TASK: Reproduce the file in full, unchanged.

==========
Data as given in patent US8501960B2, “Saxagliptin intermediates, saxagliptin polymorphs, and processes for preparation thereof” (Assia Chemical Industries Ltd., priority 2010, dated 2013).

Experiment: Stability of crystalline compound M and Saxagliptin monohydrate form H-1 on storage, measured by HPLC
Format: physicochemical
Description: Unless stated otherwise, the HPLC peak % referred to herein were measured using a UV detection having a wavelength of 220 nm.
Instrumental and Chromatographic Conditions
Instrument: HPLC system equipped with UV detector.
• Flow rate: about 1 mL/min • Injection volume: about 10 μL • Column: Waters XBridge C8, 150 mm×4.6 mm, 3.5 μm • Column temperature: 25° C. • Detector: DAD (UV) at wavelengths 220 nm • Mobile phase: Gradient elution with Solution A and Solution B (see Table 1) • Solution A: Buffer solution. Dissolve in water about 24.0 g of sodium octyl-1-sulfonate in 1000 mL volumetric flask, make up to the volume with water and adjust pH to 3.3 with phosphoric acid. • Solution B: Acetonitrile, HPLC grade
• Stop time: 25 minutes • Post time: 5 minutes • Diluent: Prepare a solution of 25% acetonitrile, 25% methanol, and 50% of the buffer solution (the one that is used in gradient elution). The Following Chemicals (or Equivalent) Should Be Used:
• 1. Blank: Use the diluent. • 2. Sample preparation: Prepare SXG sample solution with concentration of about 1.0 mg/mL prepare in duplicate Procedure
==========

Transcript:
Data as given in patent US8501960B2, “Saxagliptin intermediates, saxagliptin polymorphs, and processes for preparation thereof” (Assia Chemical Industries Ltd., priority 2010, dated 2013).

Experiment: Stability of crystalline compound M and Saxagliptin monohydrate form H-1 on storage, measured by HPLC
Format: physicochemical
Description: Unless stated otherwise, the HPLC peak % referred to herein were measured using a UV detection having a wavelength of 220 nm.
Instrumental and Chromatographic Conditions
Instrument: HPLC system equipped with UV detector.
• Flow rate: about 1 mL/min • Injection volume: about 10 μL • Column: Waters XBridge C8, 150 mm×4.6 mm, 3.5 μm • Column temperature: 25° C. • Detector: DAD (UV) at wavelengths 220 nm • Mobile phase: Gradient elution with Solution A and Solution B (see Table 1) • Solution A: Buffer solution. Dissolve in water about 24.0 g of sodium octyl-1-sulfonate in 1000 mL volumetric flask, make up to the volume with water and adjust pH to 3.3 with phosphoric acid. • Solution B: Acetonitrile, HPLC grade
• Stop time: 25 minutes • Post time: 5 minutes • Diluent: Prepare a solution of 25% acetonitrile, 25% methanol, and 50% of the buffer solution (the one that is used in gradient elution). The Following Chemicals (or Equivalent) Should Be Used:
• 1. Blank: Use the diluent. • 2. Sample preparation: Prepare SXG sample solution with concentration of about 1.0 mg/mL prepare in duplicate Procedure